Writing Links

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Logrolling in Our Time, Or You Can’t Take Blurbs With You :: Jennifer Represents

Top Ten Things I’ve Learned From Kids About Writing a Book by Augusta Scattergood :: Nerdy Book Club

Grit and Magic :: Marion Dane Bauer

How to Get Readers into Your Story — And How to Keep Them There :: Live Write Thrive

The Enemy of Creativity… :: Seth Godin

Make Time to Write: 10 Tips for Daily Writing :: Writers Digest

Absolutely Floating

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It feels especially appropriate that the first Blue Birds discussion I’ve had with readers was with the fourth-grade book club I help lead. These girls are dynamite and had so many great questions and observations.

The last time we met, I introduced the history behind the story, giving each girl a copy of the Lost Colony timeline before handing out their books. This background information helped them grasp the historical events so the story could unfold without confusion.

Beth (my running partner and co-leader) and I read the first four passages where Alis and Kimi meet. And the girls got it! They talked about the initial reaction both characters had to each other and how this slowly changed, how they moved from viewing each other as “other” to friend.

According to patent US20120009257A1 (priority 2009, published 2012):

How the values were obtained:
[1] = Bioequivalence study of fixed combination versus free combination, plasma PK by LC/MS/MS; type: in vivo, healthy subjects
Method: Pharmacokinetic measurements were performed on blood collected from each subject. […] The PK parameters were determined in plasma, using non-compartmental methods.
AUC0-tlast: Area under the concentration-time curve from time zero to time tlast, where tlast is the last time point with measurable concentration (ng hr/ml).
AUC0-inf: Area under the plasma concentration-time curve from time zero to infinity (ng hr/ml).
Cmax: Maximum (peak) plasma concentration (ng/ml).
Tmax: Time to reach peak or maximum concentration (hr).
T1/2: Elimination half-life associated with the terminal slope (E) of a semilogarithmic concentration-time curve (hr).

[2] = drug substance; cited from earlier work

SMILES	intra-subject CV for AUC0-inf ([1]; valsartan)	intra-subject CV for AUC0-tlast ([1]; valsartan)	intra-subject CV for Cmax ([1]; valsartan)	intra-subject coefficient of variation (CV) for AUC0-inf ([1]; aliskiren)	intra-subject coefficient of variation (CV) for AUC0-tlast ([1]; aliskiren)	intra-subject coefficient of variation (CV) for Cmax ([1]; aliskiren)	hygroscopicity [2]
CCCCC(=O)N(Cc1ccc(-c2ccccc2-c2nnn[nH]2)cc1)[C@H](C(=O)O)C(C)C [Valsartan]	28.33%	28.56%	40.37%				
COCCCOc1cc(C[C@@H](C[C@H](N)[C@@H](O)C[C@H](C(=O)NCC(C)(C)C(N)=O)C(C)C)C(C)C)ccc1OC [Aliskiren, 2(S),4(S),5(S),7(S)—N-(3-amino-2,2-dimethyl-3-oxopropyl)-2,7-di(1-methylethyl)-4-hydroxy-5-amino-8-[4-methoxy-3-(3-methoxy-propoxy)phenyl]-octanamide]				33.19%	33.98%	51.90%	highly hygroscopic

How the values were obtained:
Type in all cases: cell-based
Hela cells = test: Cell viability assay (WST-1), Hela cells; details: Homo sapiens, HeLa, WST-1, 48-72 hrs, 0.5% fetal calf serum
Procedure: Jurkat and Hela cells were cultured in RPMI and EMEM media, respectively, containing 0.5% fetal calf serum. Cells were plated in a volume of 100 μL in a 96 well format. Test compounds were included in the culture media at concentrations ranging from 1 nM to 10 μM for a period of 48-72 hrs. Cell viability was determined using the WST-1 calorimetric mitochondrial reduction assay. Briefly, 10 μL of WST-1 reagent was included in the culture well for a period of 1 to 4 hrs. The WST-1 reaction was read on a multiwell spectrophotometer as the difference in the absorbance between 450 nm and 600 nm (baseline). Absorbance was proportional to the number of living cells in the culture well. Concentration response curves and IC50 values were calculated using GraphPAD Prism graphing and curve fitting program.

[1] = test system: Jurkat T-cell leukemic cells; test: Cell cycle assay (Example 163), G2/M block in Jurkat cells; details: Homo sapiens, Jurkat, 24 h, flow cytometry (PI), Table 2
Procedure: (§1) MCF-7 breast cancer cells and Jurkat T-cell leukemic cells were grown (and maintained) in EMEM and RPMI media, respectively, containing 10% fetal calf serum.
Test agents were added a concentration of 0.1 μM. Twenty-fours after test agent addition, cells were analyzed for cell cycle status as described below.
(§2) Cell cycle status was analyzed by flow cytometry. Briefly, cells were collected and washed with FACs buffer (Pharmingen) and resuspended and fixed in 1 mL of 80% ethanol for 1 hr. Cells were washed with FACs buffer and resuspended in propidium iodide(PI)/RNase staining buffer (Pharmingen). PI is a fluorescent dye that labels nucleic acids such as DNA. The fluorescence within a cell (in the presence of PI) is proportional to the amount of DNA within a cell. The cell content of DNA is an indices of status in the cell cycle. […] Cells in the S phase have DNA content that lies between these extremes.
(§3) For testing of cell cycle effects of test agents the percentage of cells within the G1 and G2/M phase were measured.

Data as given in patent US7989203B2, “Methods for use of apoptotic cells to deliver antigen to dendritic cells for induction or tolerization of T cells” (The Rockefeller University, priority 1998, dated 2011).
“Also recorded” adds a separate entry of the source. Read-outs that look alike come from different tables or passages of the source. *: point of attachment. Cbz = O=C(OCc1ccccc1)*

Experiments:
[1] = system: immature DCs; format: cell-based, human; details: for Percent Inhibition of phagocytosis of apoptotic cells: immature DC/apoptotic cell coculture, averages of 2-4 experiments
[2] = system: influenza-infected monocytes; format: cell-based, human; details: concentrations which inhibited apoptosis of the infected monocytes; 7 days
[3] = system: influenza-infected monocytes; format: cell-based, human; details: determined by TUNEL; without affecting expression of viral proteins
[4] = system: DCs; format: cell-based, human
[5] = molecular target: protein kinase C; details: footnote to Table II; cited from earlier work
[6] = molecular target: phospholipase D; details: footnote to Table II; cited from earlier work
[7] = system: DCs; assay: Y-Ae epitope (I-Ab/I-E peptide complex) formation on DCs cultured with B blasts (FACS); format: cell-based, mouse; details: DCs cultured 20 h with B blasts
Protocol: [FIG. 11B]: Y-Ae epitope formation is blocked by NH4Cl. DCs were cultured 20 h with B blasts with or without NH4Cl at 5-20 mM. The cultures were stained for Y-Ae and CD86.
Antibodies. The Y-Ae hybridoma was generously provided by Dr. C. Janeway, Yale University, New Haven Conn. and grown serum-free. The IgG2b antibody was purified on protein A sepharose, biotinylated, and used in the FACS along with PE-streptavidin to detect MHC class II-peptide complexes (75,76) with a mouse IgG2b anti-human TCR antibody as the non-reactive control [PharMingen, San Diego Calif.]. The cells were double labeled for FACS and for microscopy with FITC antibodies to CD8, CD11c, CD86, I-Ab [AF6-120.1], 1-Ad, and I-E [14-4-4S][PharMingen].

It can be strange for readers to candidly discuss a book with the author present, so I try to tell groups two things ahead of time:

  • If you don’ t like the book, please don’t pretend you do, just because I’m in the room. (Ideally readers will have a chance to discuss without the author present, too.)
  • My opinions on the story are only that — opinions. Once a book is in the world, it no longer belongs to the author. While I might see things one way, that doesn’t make it the only way to experience the story.

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It’s been so satisfying to see these girls grow as readers this year. The discussions have become more natural, richer, deeper each time we’ve come together. Several drew parallels between Blue Birds and the other historical novel we read, Fever 1793. There were some predictions about the end (we’ve only read half at this point) and comments about George, who though not a main character feels like an important one, as one girl said.

In my mind’s eye I’m imagining these six sitting in their fifth-grade classrooms next year. When they get to that little textbook paragraph about England’s first colony, that doomed one called Roanoke, they’ll know the history because they now own a piece of the story. Historical fiction makes the past personal, vivid, real. I love that I got to participate in some small way in opening up the past to young readers.

Celebrate Poetry All Year Long

Ideally, National Poetry Month encourages readers to incorporate poetry into their everyday lives. The Poetry Friday Anthology for Celebrations gives young readers a poetic glimpse into holidays big and small throughout the calendar year. Consider adding a copy to your classroom, library, or personal collection!

Here’s my contribution to the anthology.

caroline starr rose december solstice

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